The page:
When a small thunderstorm cell that formed in central Iowa in June 2012 grew into a monster storm called a derecho, 22 people lost their lives, and residents from the Midwest to the East Coast suffered extensive property loss and power outages. The derecho, which gets its name from the Spanish word for “straight,” is distinguished from its cousin, the tornado, (Spanish for “twist”) because its storms move in a straight line. But those storms can still do considerable harm.
In this particular instance, storm winds as high as 87 miles per hour were reported across the Baltimore-Washington metro area. Throughout the region, problems were exacerbated because 911 call centers went down, making it impossible for residents to summon first responders. About 1 million customers lost power in Virginia, resulting in the largest outage in the state’s history not related to a hurricane. Approximately 1.6 million customers lost power in Maryland, and water restrictions went into effect in the state after the water facilities in some heavily populated suburban counties lost power. Disruptions to credit card verification services meant that even businesses with power could not conduct sales unless customers had cash.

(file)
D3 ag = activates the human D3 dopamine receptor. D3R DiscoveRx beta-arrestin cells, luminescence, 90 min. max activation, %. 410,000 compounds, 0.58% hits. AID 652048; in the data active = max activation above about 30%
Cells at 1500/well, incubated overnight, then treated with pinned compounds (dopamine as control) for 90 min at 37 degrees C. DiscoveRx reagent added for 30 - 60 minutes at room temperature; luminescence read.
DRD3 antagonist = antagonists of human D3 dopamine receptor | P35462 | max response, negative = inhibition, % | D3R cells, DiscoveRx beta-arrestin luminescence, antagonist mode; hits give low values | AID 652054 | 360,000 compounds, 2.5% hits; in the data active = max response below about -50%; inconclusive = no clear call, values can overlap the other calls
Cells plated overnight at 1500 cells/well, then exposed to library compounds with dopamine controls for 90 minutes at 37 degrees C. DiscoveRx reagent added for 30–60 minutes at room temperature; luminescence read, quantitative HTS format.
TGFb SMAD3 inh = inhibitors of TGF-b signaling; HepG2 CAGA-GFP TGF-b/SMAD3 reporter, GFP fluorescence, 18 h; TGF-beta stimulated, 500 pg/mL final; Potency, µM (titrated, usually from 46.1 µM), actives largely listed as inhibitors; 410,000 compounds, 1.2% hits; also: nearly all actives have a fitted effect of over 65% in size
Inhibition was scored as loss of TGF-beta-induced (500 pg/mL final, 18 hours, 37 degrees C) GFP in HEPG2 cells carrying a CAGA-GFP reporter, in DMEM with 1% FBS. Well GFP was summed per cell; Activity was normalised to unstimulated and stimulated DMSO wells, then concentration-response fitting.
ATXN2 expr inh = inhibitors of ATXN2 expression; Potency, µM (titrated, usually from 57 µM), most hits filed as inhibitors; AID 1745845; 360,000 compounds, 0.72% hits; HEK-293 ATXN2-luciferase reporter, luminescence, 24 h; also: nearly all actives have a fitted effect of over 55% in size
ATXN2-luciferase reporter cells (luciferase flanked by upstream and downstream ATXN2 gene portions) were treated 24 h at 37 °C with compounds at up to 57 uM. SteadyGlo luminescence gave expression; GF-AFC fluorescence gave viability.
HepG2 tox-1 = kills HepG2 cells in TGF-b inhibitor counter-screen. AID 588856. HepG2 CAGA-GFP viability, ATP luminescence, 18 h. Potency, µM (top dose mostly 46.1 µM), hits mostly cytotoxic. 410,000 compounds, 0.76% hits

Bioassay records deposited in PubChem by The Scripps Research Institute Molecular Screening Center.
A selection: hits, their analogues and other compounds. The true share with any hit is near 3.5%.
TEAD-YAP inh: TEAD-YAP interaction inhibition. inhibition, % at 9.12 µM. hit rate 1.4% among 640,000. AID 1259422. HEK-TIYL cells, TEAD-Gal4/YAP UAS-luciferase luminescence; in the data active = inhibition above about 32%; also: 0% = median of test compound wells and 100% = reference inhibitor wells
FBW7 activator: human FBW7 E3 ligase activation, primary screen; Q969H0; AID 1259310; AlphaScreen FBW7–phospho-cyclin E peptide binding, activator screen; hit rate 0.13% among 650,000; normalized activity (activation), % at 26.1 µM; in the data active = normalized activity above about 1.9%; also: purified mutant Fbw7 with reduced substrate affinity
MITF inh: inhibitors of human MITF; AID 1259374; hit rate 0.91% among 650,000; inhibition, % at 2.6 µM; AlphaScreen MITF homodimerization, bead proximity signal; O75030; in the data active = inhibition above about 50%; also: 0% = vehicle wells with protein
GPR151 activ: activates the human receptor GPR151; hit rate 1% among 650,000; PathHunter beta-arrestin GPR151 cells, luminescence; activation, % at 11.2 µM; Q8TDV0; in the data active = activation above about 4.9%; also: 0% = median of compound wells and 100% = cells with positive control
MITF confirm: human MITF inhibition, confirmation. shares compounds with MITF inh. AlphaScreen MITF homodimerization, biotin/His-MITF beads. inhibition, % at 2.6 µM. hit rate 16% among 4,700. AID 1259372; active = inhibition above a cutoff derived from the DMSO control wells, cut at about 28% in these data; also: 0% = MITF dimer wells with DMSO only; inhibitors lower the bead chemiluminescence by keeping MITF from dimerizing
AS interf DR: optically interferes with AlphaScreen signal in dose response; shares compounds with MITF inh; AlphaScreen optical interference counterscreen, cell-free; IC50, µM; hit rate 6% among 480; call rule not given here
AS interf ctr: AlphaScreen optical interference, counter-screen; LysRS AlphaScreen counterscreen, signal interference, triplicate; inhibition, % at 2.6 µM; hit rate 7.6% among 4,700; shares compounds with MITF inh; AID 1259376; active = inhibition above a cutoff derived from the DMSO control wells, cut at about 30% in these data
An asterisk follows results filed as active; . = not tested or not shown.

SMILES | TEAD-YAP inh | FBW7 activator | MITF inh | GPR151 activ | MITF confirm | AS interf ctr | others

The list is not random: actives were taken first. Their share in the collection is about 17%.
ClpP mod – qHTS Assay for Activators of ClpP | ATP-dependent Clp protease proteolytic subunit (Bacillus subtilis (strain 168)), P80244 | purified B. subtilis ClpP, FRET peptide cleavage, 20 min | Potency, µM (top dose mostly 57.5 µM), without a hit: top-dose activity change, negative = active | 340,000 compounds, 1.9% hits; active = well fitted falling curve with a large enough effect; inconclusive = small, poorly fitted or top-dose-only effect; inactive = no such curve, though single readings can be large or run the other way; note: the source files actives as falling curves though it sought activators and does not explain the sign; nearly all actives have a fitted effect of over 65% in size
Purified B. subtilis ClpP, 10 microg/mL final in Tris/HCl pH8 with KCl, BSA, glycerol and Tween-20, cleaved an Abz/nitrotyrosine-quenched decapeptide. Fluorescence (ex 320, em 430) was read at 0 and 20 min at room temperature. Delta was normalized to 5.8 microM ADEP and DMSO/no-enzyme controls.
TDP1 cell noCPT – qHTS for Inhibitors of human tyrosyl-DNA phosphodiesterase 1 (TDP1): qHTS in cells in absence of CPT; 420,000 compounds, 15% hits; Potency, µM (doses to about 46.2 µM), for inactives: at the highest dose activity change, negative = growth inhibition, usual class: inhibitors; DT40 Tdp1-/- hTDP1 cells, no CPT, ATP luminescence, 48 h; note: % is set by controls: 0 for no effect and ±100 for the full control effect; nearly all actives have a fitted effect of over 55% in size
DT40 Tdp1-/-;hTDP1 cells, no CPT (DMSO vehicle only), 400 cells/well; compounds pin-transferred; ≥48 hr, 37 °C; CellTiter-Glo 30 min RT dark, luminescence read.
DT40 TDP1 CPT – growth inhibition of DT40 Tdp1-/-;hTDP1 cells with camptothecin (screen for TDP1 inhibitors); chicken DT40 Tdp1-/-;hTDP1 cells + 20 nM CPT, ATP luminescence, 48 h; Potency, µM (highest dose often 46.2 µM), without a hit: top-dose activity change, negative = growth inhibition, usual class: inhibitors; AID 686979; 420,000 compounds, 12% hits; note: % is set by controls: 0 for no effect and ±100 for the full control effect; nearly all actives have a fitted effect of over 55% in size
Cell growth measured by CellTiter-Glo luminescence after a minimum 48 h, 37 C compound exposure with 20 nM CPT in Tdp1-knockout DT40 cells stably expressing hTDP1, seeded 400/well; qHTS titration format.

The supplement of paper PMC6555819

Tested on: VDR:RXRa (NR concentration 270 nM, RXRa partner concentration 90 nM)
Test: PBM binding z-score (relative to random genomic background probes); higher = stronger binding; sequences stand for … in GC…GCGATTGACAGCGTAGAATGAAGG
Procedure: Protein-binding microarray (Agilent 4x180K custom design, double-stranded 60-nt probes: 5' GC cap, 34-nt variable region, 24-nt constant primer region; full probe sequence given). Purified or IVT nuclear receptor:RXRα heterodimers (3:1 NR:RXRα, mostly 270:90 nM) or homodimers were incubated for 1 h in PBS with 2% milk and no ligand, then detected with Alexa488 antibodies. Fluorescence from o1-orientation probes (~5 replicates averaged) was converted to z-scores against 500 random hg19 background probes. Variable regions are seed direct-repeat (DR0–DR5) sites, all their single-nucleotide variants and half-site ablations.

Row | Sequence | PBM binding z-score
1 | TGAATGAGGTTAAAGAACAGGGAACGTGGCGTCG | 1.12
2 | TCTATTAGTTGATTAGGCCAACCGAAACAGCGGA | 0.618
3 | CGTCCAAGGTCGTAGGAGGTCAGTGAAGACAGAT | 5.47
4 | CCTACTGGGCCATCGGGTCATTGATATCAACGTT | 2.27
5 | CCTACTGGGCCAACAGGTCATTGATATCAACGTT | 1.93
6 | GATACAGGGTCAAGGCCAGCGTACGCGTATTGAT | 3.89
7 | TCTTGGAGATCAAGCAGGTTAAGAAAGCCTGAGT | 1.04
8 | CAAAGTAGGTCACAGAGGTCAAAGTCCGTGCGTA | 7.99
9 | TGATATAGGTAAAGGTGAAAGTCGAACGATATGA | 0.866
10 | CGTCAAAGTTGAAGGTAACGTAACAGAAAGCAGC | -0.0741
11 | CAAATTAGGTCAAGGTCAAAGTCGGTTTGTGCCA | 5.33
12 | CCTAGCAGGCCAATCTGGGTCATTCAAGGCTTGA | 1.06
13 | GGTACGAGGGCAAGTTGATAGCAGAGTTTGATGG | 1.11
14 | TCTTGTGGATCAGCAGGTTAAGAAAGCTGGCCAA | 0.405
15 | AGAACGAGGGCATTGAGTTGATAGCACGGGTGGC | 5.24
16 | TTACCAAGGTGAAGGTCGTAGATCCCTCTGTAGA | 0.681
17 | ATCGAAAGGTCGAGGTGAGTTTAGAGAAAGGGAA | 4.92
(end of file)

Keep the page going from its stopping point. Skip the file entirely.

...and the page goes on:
The magnitude of the disruptions caused by the storm led federal, state, and local governments to reassess the resiliency of the power grid and telecommunications systems. Two reports, one from the state of Maryland and one from the Federal Communications Commission (FCC), provide a look at the disruptions caused by the storm and how the region can better weather the storms of the future.
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Photo from flickr by Nasa Goddard